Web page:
is a large area that sweeps across southern French from the Spanish
border to the Rhône estuary. Commonly known as the Midi, it produces
almost one third of all French wines and is currently a hot bed of
innovation and exciting winemaking.
locations are replacing the flatland vineyards which once produced an
enormous amount of Vin Ordinaire. Emphasis is now being placed on lower
yields, barrique (a wooden barrel associated with Burgundy) ageing and
more complex blending.
varieties, such as Syrah and Grenache, are planted here to grow
alongside Cabernet Sauvignon, Merlot and Chardonnay. Other well-known
grape varieties can be seen on wine labels, particularly from the Vin de
Pay d'Oc, an area covering the whole of the Languedoc-Roussillon.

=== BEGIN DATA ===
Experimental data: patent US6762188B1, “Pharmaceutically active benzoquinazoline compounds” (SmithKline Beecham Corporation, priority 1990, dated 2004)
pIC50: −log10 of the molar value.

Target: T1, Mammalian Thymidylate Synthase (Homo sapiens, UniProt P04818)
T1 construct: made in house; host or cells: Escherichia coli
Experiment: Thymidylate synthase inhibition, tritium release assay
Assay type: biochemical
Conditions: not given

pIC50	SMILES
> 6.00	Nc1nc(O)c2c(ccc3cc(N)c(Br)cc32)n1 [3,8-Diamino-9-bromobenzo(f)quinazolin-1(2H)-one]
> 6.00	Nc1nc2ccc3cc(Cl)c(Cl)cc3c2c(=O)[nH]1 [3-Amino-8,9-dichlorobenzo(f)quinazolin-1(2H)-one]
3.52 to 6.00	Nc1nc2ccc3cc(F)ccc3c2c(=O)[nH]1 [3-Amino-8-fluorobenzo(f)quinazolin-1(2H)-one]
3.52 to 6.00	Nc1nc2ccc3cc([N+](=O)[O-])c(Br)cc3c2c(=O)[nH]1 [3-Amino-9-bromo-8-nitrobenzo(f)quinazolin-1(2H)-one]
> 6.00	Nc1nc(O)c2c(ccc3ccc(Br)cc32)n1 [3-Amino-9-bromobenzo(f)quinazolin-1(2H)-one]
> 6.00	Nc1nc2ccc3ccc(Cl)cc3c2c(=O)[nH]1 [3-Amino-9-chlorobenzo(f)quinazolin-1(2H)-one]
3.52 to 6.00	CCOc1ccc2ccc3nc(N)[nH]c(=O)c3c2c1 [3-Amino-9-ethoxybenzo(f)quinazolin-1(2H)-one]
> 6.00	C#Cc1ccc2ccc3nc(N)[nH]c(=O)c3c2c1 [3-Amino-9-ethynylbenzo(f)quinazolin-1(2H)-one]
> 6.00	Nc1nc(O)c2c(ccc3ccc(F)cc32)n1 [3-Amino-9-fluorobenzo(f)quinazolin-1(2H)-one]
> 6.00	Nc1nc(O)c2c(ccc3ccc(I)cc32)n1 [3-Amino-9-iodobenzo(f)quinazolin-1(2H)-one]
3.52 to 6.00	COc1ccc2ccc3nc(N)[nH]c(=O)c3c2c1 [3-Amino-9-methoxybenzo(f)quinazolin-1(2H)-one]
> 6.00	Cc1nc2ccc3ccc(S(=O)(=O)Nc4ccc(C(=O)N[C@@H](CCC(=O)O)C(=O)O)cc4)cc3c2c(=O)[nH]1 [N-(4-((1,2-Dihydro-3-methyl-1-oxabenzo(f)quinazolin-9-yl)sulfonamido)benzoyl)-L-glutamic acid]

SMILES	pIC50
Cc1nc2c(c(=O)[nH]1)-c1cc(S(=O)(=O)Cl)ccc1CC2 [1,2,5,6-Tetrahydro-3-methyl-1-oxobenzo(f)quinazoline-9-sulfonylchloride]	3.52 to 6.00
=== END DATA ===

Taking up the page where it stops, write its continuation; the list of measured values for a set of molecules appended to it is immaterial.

Important appellations include Minervois, Corbières, Fitou and Côtes du
to the southeast of Avignon and extends to the Italian border. A popular
holiday destination, mostly dry rosé and red wines are made here. With a
Mediterranean climate and some favorable soil conditions, both
Languedoc-Roussillon and Provence can provide consistency in terms of
quality against price, without too much variation from one year to the
Australian winemakers have now brought their own ideas and experience to
this part of French, which is sometimes described as 'where the new
world meets the old'. Dynamic and forward thinking, they are shaping the
future of these two historic regions. It is interesting to note that
well-known French companies looking to expand their interests have also
established wineries and contracts with local growers.
producers, such as Mas de Daumas Gassac, have successfully made and sold
wines under a humble Vin de Pays, while reaching a level of quality and
price that one would normally associate with more famous place names.
Gradually, the south of French is no longer being seen as the bargain
basement of bulk wine!
"The wines of
Maury, with flavors of sweet blackberry and a nutty, raisin-like
richness, make an excellent partner to chocolate."